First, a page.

Was The Trojan War Real Or Just A Myth?

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    Until about a hundred years ago, it was thought that the late Bronze Age Trojan War was merely one of the most important events of Greek mythology. Still the argument rages, as to whether the story of the Trojan War record was a real event, or just a myth.

    Troy Excavations:

    Troy was first excavated by Frank Calvert in 1863 and later visited by Heinrich Schliemann and his team of archaeologists. They believed they had found the remains of a great citadel that existed on the north-west shore of Asia Minor, now Turkey and that it was the traditional location of Troy. The area appeared to have been overrun around the year 1250 B.C., supposedly the time of the fabled Trojan War.

    The excavations of the archaeological site continued throughout the 20th century and on into the present day. They have uncovered nine different cities and up to 46 levels of dwellings at the site. It was only the incident of the Trojan horse that captured the city, of between 4,000 – 10,000 inhabitants, as Troy’s walls were so thick and well-constructed.

    However, there are still many questions left unanswered, in accepting Calvert’s site as being the original Troy.

    Blended Myth:

    A 10-year siege is thought to be totally implausible, but raids and skirmishes are documented in letters and treaties found at the Hittite capital of Hattusa. Numbers, such as ten, were often used in ancient texts, in a symbolic manner, meaning ‘a lot’.

    Many historians believe the story of the 10—year-siege of Troy is simply a mixture of various sieges and expeditions by the Greeks, during the Bronze Age. Reality and Myth became combined, rather than an actual event. Perhaps it was a process over time that became the source of the ancient story.

    A Quite Different Theory:

    The Trojan War was not waged by Greeks, or over the abduction of Helen of Troy, the real cause was over access to tin, which was abundant in Britain. Tin was essential for the production of bronze, a key material in the making of weapons, at that time.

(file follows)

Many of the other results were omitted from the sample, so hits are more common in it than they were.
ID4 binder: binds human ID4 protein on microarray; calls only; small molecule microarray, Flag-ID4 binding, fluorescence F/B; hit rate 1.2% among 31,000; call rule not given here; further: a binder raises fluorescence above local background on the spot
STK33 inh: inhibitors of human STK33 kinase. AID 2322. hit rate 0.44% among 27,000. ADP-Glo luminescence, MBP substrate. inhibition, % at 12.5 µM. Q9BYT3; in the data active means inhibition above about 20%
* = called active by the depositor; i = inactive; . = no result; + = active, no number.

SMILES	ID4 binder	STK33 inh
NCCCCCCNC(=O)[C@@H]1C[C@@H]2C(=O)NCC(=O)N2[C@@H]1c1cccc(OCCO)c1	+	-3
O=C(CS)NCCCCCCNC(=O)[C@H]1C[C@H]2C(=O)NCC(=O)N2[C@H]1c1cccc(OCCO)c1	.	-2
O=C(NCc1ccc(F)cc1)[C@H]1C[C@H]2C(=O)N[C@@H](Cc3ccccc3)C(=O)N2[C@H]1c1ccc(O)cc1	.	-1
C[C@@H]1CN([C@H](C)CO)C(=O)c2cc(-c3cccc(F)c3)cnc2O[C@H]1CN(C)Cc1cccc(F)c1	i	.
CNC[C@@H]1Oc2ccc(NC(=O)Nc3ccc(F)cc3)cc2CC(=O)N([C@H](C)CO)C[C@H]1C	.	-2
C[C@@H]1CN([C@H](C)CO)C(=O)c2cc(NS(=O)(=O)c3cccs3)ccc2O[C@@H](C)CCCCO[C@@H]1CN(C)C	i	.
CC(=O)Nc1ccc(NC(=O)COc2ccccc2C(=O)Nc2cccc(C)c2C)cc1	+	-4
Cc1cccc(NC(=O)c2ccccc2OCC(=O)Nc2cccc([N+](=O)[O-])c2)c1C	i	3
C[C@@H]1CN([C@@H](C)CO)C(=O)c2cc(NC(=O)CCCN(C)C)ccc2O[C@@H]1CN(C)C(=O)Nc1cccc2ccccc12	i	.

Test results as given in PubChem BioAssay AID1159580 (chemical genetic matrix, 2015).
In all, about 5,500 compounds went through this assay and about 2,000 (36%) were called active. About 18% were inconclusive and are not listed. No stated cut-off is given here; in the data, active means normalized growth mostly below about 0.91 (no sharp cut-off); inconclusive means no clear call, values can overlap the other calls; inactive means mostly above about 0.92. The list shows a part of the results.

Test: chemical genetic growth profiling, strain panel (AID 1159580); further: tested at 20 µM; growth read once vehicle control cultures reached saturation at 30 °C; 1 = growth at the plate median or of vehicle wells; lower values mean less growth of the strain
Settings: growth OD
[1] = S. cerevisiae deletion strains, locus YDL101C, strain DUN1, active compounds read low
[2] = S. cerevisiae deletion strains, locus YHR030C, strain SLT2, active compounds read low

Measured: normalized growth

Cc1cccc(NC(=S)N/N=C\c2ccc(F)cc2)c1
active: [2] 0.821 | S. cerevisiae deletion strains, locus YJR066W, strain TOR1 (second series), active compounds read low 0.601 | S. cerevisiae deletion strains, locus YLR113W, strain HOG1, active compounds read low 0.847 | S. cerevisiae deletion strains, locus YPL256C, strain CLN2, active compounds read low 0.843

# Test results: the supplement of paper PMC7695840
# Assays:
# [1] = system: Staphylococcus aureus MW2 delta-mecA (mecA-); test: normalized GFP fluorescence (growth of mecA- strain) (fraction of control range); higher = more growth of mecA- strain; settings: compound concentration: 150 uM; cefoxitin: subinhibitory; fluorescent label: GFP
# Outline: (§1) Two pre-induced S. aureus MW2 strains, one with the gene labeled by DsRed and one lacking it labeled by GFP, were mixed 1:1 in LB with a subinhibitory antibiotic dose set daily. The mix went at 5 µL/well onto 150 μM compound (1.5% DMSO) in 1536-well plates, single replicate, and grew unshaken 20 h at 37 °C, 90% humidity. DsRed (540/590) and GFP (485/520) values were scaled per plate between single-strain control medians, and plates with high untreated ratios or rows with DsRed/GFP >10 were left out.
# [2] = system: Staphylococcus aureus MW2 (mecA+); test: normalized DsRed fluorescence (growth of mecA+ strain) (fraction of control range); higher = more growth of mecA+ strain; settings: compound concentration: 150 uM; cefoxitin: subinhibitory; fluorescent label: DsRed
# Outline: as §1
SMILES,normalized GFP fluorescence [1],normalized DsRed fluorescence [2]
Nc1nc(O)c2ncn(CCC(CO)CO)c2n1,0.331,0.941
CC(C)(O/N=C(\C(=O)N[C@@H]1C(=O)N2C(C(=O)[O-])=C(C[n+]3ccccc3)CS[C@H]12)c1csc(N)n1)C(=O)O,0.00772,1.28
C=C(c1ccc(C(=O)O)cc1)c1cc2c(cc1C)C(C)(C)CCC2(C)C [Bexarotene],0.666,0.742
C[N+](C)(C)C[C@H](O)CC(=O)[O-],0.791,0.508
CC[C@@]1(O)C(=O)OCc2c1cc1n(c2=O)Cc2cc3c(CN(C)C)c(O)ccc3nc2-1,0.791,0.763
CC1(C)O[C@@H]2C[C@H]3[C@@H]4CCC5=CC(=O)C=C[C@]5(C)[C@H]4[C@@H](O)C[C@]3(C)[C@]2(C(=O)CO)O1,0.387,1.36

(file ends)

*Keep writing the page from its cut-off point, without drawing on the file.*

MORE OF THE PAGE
It was the custom of the illiterate, migrating, Sea Peoples, to verbally pass on their history. This is how the stories of the greatest war of prehistorical times, the Trojan War, came into being.

    The great migrations of the second millennium B.C. brought the Archaens, or Pelasgians, (Watermen, or Sea People) Troy’s enemies, from areas along the Atlantic coast of the Continent, to The Mediterranean. There they caused the collapse of numerous civilizations.

    Herodotus, the Greek historian of the fifth century B.C., confirms that the Sea Peoples had settled in Greece long before this time. They are believed to have founded Athens, merged with the local population and adopted their language and renamed places.

    The Archaens brought their oral traditions and gods with them, including the Odyssey and the lliad, which were eventually written down in Greek, around 750 B.C. The newcomers engaged in their time-honoured practice of renaming rivers, towns and mountains, after familiar places from their former homelands.

    The transfer and change of place-names, led to the mistaken belief that the events described in the epics, took place in Greece and around the Mediterranean and that the Archaens were in fact Greeks.

    Later Greeks did not know that the Trojans, who once lived in that area, were migrants, as the collective memory of this, was lost during the Dark Ages (1200 – 750 B.C.). The origin of the Trojans and the Archaens was forgotten, while the reality behind the Odessy and the lliad was lost in the mists of time. The story of the Trojan War was handed down across the millennia and became an extraordinary iconic way of influencing the way Western people view both themselves and their history.

    Reduce The Earth’s Population:

    Others put forth the theory that the Trojan War was not just the rescuing of the Greek Queen, Helen of Troy, but a way for the god Zeus to reduce the ever-increasing global population.

    This makes you stop and wonder, as to why out of 196 countries across the Planet, 22 countries were under conflict at the end of 2015, with a total of 2.5 million deaths since 1947? These conflicts have also created millions of refugees.

    These figures exclude World War I figures, when an estimated 17 million people were killed and 20 million wounded. World War II deaths are estimated from between 50 to 89 million killed, which was approximately 3% of the population.

    Perhaps the spirit of Zeus is alive and well in the 21st century, with a concerted effort to decrease the population of humanity, or is it just that war is a money making machine for the giant industrialists?

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    Written by Dr Wendy Stenberg-Tendys, founder and author of Geekoterre Trailblazer’s Club, a fun online education club for 8-14 year olds, (though all ages enjoy it). You will be doing your tweens something special that will impact on their future, when you introduce them to #Geekoterre. Don’t miss out on all the fun!

    Wendy also freelance writes for Social Nucleus, a private, progressive and rapidly expanding social network of like-minded professionals, where people get paid to socialise. Join #SocialNucleus by invitation only.

    If you have something important you would like to say contact Wendy on admin@geekoterre.org